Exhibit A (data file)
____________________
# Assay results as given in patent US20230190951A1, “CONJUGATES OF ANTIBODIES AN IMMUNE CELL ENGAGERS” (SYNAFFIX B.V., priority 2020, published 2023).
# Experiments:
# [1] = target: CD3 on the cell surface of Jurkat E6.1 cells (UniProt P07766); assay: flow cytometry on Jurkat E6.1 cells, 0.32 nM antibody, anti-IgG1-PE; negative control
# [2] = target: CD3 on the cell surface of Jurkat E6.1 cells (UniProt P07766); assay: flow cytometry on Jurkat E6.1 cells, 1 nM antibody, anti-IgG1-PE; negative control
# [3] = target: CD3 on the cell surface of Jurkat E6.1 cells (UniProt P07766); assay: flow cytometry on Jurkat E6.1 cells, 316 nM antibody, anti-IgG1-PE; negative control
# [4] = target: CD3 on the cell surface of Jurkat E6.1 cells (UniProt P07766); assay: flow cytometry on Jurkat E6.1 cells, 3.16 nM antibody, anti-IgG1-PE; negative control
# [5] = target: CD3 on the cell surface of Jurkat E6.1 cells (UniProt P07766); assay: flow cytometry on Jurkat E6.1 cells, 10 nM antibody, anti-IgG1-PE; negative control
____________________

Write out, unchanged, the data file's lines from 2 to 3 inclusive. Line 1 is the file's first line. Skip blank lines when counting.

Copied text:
# Experiments:
# [1] = target: CD3 on the cell surface of Jurkat E6.1 cells (UniProt P07766); assay: flow cytometry on Jurkat E6.1 cells, 0.32 nM antibody, anti-IgG1-PE; negative control